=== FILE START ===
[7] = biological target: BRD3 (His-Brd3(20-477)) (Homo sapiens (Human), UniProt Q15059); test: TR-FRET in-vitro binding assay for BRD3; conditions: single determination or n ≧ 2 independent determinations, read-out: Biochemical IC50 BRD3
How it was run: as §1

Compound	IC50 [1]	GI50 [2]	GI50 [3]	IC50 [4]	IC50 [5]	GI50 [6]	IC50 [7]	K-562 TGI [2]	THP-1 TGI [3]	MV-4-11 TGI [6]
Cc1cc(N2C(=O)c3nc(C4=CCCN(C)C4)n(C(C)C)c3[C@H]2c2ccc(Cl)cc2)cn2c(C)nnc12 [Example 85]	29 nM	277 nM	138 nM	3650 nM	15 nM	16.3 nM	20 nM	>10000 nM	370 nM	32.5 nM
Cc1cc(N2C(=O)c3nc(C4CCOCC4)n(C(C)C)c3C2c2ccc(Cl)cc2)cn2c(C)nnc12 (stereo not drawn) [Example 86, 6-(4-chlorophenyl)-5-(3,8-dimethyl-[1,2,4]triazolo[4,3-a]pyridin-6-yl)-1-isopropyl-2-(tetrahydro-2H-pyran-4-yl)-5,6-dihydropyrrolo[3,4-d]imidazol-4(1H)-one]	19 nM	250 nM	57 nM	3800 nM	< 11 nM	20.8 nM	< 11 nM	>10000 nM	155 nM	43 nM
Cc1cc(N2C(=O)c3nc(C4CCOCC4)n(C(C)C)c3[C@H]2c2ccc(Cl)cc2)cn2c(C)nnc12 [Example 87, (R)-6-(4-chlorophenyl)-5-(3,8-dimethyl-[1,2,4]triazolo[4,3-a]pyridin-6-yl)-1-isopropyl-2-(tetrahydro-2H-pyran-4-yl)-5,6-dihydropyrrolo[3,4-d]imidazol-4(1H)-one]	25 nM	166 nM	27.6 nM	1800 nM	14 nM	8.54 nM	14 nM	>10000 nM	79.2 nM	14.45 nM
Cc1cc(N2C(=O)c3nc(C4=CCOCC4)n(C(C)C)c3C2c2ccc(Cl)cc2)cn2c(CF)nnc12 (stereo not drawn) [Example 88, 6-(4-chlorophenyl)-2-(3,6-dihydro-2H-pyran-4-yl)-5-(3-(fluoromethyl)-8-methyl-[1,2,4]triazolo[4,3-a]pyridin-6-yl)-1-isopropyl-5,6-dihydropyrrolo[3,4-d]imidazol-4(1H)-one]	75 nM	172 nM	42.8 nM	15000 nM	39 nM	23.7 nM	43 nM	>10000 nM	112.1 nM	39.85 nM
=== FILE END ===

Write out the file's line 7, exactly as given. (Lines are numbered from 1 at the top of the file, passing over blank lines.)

Cc1cc(N2C(=O)c3nc(C4=CCOCC4)n(C(C)C)c3C2c2ccc(Cl)cc2)cn2c(CF)nnc12 (stereo not drawn) [Example 88, 6-(4-chlorophenyl)-2-(3,6-dihydro-2H-pyran-4-yl)-5-(3-(fluoromethyl)-8-methyl-[1,2,4]triazolo[4,3-a]pyridin-6-yl)-1-isopropyl-5,6-dihydropyrrolo[3,4-d]imidazol-4(1H)-one]	75 nM	172 nM	42.8 nM	15000 nM	39 nM	23.7 nM	43 nM	>10000 nM	112.1 nM	39.85 nM